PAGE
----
Digital contracts: USI expertise serving the Web


Institutional Communication Service

19 January 2022

The web today is with no doubt an essential part of our lives, but how it works is perhaps less obvious: it involves technology, such as servers and telecommunications networks, and above all rules, or rather technical standards (protocols) for communication between servers and user devices. Since 1994, these standards have been developed by the international non-governmental organisation W3C (World Wide Web Consortium). The consortium includes, of course, large technology companies and network operators, but also public bodies and, last but not least, universities and scientific research institutes. Dr Nicoletta Fornara, lecturer-researcher at the USI Institute of Digital Technologies for Communication (ITDxC, Faculty of Communication, Culture and Society), provides us with a few insights.

"For some time now, due to my research interests, I have been collaborating with the Open Digital Rights Language (ODRL) Community Group, which at the W3C deals with proposing a language for the specification of policies regulating the use of digital resources", explains Dr Fornara. "More specifically, I am working on the semantics of this language and was recently invited to co-chair the ODRL community group. As with all the community groups that make up the W3C, this one deals with the ODRL language with the aim of formulating recommendations at a higher level, the so-called 'Working Groups', where the various technical standards take a more concrete form and are subsequently implemented for the web".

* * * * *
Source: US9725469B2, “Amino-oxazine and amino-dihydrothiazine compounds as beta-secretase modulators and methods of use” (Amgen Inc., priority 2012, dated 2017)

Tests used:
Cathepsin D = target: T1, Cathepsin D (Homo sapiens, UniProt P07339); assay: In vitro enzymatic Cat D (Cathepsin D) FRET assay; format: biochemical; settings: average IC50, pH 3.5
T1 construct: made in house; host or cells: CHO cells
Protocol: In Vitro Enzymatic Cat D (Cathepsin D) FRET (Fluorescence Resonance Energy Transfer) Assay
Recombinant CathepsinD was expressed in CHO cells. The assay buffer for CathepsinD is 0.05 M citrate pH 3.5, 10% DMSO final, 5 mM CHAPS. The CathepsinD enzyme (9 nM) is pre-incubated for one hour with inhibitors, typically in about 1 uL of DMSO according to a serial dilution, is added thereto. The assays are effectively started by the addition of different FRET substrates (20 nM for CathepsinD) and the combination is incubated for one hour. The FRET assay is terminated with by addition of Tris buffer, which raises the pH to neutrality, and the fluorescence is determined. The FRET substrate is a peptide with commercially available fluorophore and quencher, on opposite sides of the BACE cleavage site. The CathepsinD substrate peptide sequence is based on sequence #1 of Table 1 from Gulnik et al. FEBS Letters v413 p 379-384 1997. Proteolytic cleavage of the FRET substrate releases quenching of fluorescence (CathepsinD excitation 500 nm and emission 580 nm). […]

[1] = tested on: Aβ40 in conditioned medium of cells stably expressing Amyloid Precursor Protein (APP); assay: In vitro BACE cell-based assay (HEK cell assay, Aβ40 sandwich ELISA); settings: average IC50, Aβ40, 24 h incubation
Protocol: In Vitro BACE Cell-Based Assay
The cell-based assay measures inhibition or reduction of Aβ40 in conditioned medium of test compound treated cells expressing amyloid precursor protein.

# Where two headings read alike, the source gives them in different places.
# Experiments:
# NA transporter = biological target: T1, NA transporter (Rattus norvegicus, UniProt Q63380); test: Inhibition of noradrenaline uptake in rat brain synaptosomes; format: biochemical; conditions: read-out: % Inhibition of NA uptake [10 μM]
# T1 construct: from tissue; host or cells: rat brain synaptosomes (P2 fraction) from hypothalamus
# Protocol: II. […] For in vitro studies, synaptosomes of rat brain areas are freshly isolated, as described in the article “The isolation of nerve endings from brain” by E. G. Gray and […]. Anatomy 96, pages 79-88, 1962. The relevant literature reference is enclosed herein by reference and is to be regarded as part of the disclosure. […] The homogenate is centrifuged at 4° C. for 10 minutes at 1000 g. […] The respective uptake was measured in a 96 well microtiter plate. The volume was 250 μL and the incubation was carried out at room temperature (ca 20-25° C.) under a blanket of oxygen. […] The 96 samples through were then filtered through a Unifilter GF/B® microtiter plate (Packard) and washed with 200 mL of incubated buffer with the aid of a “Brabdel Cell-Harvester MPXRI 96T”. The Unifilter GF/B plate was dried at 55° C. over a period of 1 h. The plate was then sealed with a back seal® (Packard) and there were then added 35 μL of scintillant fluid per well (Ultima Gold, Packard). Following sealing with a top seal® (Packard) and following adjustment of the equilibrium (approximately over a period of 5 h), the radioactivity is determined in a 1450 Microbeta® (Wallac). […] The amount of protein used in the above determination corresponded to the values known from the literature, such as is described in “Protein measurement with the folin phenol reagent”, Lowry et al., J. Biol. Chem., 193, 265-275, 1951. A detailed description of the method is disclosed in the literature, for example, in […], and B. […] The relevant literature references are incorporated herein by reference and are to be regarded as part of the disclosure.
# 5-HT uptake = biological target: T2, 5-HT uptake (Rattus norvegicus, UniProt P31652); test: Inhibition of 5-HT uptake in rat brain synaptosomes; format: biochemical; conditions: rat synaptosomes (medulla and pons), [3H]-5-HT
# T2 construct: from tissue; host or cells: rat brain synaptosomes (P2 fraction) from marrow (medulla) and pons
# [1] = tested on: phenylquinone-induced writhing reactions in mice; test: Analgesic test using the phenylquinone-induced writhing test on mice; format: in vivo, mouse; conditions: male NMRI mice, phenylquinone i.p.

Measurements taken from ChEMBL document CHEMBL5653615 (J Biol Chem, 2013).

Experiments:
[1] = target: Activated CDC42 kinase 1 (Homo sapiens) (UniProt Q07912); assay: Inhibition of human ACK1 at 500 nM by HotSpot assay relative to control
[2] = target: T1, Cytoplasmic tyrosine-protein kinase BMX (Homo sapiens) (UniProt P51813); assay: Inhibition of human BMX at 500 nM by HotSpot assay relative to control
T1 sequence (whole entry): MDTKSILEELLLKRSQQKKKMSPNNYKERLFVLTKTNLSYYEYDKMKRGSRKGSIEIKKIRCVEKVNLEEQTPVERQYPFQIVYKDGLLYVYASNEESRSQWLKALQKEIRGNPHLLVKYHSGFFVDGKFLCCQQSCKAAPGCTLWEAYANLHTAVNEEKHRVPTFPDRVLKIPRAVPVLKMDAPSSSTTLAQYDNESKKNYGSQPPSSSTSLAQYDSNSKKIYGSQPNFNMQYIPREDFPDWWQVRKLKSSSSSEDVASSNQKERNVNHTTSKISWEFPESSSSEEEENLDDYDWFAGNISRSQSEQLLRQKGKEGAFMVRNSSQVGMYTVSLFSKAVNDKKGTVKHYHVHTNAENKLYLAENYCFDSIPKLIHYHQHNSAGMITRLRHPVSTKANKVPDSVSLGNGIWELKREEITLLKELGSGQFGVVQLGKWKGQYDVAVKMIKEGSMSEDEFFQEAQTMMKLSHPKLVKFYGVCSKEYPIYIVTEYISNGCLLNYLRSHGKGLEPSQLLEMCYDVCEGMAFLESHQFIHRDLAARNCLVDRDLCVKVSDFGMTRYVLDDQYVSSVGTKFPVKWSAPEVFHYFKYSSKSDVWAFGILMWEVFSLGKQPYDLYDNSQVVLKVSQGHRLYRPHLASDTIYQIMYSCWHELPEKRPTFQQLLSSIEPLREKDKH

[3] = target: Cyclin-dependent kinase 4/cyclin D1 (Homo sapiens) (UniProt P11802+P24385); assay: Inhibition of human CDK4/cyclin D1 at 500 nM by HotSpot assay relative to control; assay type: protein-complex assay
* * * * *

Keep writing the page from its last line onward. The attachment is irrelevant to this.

With the development and increasing use of the Internet, the exchange of digital resources is becoming more widespread and the problem of regulating their use is increasingly relevant, if not fundamental, for the protection of content creators (audio, video, text, etc.) and for the safeguarding of personal and strategic data. "The Open Digital Rights Language is a language to specify in a 'machine readable' way the rules that govern the actions that can, cannot, or must be performed in relation to digital resources exchanged by various parties. The current challenge is to be able to automatically reason about the meaning of these rules, and it is on these aspects that I am working, both in my research and in the W3C working group", concludes Dr Fornara.


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